Conduct a simulation to empirically demonstrate the properties of the LSE $\beta_1$; specifically, illustrate the findings that $\hat{\beta_1}$ is unbiased and has variance $\frac{\sigma^2}{S_{xx}}$. A suggested structure for your simulation is:
1. Set parameter values of your choice for $\beta_0, \beta_1, \sigma^2_{\epsilon}$ and choose a sample size $n$.
2. Select values for $x_i$ (recall these are assumed to be fixed in Problem 3b)
3. Repeat these steps:
+ Simulate errors $\epsilon_i$ from a mean-zero distribution with variance $\sigma^2_{\epsilon}$.
+ Construct observed responses $y_i$ according to the simple linear regression model.
+ Fit the simple linear regression and save the estimated slope $\hat{\beta}_1$.
4. Repeat step (3) many times to find the empirical distribution of $\hat{\beta}_1$. Report the mean and variance of the estimates across simulated datasets and provide a histogram or other visual display.
#### Solution:
For code implementing this simulation exercise, please refer to the .Rmd file that generates this report; here, we note the relevant quantities and disucss the results of the simulation. Because simulations are computationally demanding, this code chunk uses the _cache=TRUE_ option, so that the code is only executed once and the results are saved.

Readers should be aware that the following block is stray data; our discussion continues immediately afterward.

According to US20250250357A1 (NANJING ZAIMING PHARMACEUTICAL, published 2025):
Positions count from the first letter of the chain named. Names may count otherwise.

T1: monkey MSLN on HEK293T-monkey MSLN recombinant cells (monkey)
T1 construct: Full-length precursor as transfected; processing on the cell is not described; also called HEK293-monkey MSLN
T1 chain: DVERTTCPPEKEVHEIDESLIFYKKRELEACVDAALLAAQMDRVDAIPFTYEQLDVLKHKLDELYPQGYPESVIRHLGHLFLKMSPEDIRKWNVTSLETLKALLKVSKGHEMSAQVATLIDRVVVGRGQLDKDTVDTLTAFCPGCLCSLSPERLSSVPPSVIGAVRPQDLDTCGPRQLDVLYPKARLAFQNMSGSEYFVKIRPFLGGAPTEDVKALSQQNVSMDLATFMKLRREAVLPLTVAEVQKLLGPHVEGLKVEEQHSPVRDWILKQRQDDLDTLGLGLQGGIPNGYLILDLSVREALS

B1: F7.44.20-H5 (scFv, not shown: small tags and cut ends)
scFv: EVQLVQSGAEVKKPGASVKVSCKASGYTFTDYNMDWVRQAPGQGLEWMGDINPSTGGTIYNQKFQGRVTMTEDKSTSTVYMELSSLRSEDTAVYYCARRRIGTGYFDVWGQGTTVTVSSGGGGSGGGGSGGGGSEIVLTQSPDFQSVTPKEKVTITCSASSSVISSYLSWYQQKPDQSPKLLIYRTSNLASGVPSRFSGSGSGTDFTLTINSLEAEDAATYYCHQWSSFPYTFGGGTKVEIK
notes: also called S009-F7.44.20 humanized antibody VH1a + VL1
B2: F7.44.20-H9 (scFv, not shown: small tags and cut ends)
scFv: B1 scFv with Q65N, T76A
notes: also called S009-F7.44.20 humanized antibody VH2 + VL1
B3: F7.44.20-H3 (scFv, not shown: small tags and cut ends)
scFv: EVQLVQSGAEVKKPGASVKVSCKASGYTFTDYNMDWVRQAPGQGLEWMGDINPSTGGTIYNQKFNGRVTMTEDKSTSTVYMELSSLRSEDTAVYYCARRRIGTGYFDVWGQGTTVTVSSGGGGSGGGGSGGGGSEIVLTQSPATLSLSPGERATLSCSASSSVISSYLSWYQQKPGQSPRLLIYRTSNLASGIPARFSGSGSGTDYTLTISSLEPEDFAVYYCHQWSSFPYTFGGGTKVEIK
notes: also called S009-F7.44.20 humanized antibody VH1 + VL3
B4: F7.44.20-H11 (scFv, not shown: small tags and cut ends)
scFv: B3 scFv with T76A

```{r Problem6Simulation, echo=FALSE, cache=TRUE}
## set seed to ensure reproducibility
set.seed(12345)
## define betas, sigma^2 and the x values
beta0 = 3
beta1 = 3
sigma2 = 5
x.p6 = 1:20
nrep = 1000
## create a vector to store estimated slopes
beta1hat.p6 = rep(NA, nrep)
## use a for loop to simulate
for(i in 1:nrep){
## create y's using the SLR form, adding simulated errors that are
## unique to this iteration.
y = beta0 + beta1*x.p6 + rnorm(20, 0, sd = sqrt(sigma2))
## fit a linear regression model and save the estimated slope in
## the vector defined above.
beta1hat.p6[i] = lm(y ~ x.p6)$coef[2]
}
```
For this simulation we used $n=20$, $\beta_0 = 3$, $\beta_1 = 3$, $x = 1, 2, \ldots, 20$, $\sigma^2 = 5$ and generated errors using a normal distribution.